Congrats and welcome to the forum, nice job on your second year archery hunting!  I love to tree stand hunt blacktail, I'm sure they are 1,000 percent easier to hunt on those Islands than the main lands but honestly I've never hunted the islands.  Tree stands in thicker areas where trails come together, maybe a couple on different sides so if the wind is blowing a certain direction you can choose which stand for that day.  Just because you are up higher doesn't mean you're completely safe from the wind, but you are better off.  I try to stay in my stand all day, killed a lot of animals around noon.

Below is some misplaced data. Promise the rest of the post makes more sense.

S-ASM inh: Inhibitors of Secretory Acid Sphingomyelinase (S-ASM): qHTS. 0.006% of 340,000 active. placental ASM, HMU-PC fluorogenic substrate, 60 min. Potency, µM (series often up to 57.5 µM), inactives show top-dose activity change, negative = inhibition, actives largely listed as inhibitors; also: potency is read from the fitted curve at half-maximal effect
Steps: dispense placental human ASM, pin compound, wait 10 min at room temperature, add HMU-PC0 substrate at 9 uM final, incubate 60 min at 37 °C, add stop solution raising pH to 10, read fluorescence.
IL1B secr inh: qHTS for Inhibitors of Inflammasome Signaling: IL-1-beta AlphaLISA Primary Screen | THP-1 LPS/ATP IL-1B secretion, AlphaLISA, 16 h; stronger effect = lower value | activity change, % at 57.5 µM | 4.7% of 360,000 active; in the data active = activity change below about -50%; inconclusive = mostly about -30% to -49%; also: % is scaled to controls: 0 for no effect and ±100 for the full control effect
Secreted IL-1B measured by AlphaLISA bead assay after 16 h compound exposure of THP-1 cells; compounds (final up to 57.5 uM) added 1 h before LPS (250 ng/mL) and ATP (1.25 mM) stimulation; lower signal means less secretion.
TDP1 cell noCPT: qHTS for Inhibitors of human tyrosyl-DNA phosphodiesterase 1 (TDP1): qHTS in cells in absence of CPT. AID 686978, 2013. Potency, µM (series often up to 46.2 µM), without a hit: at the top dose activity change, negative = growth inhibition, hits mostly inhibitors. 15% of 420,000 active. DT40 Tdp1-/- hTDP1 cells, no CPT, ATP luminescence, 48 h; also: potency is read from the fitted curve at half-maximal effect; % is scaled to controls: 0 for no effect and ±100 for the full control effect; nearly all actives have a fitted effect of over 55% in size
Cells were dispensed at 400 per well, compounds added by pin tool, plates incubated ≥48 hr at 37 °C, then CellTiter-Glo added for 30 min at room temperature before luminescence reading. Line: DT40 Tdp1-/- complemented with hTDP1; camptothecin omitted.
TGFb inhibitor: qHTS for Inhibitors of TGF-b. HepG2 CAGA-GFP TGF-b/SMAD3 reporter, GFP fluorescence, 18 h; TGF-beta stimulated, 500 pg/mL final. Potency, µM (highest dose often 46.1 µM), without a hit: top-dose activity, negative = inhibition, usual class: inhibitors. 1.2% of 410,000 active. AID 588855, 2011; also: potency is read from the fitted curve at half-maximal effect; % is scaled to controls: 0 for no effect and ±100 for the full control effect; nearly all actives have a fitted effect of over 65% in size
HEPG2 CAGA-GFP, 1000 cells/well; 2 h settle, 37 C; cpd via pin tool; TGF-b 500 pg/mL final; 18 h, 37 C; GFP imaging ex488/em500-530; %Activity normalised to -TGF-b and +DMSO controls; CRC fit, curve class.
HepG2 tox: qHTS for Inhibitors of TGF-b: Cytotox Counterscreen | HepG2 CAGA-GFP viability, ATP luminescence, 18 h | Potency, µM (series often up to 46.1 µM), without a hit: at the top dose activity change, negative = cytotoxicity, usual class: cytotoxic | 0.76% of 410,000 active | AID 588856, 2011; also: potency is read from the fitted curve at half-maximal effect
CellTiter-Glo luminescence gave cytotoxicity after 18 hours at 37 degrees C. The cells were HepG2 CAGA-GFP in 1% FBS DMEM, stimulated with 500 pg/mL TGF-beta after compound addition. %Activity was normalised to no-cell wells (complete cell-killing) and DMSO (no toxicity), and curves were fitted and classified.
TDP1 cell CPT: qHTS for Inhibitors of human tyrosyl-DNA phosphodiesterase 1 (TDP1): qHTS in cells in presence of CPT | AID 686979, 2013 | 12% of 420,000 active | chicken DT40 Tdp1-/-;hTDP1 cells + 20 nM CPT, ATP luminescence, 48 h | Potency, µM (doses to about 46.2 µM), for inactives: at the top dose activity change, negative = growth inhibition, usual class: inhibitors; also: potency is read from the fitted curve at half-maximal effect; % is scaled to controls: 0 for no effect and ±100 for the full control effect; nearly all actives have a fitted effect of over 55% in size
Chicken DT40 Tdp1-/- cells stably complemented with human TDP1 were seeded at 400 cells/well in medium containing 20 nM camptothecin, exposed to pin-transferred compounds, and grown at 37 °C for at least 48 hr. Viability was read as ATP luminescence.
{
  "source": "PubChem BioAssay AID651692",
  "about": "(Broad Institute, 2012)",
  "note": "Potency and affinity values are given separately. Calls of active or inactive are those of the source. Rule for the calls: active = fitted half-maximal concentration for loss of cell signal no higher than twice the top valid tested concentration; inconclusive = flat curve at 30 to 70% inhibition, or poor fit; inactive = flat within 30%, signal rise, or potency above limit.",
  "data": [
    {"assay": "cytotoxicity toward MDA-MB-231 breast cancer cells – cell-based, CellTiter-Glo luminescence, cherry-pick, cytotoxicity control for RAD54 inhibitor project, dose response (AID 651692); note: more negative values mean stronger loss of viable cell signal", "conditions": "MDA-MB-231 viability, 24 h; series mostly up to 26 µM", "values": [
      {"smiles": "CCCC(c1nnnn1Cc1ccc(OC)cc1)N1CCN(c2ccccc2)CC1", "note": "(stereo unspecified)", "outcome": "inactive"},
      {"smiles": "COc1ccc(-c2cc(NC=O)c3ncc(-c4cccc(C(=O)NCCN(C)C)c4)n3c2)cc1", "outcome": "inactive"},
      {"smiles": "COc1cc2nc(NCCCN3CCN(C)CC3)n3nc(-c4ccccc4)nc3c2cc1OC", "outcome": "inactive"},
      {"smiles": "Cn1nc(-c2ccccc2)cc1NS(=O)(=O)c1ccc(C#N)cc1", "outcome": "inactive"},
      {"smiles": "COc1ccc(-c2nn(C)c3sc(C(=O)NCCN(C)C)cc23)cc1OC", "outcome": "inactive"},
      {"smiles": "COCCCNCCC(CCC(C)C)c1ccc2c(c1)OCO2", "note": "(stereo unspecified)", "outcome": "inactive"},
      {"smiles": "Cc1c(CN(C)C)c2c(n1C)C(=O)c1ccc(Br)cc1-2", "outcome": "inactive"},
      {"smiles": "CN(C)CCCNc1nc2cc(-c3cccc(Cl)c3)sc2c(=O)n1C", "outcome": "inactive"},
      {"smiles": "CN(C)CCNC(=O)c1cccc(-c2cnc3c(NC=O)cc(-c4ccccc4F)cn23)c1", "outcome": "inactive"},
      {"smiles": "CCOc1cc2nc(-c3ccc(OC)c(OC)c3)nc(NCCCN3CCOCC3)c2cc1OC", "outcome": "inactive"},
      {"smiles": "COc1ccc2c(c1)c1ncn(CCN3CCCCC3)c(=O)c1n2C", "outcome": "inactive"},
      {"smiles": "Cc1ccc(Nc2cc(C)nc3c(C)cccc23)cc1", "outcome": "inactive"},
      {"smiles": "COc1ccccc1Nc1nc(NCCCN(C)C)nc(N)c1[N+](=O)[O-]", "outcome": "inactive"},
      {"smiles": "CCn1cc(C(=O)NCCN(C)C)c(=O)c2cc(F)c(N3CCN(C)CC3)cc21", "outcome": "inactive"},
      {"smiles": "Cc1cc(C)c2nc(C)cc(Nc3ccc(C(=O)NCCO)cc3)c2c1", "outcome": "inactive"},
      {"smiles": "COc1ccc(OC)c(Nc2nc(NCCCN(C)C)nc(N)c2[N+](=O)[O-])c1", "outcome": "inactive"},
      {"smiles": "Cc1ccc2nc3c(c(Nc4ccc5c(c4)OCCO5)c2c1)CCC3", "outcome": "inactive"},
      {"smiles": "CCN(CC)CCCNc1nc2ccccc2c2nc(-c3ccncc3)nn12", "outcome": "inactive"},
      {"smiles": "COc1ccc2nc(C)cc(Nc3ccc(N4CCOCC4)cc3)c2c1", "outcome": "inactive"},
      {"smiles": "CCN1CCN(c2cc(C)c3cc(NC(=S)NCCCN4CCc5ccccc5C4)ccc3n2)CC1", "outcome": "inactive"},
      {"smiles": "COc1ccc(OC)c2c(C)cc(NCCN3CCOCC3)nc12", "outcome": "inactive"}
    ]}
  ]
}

Thanks for the replies. I will get some game cams on order and get them out in the woods next time I make a trip over to whidbey. Any suggestions for cams to look at? I don't think I need anything too fancy. Would it be better to have 3 or 4 cheap cams out then 1 or 2 better more expensive ones?

Thanks for the info on the sticker bushes. The area I am in is mostly Salmon Berry. Not a lot of Blackberry around but I am guessing the deer will eat both. I will be taking a closer look at the berry patches any and trails in those areas.
 

Offline trophyhunt

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Re: Question about Blacktail hunting in wooded areas
« Reply #8 on: September 25, 2020, 08:41:42 AM »
It’s worth it to secure your cameras with good bear box lag bolted to the tree, get a lock that you can’t cut w bolt cutters, cables are a joke to thieves.  I use 3 bolts.
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Offline fishnfur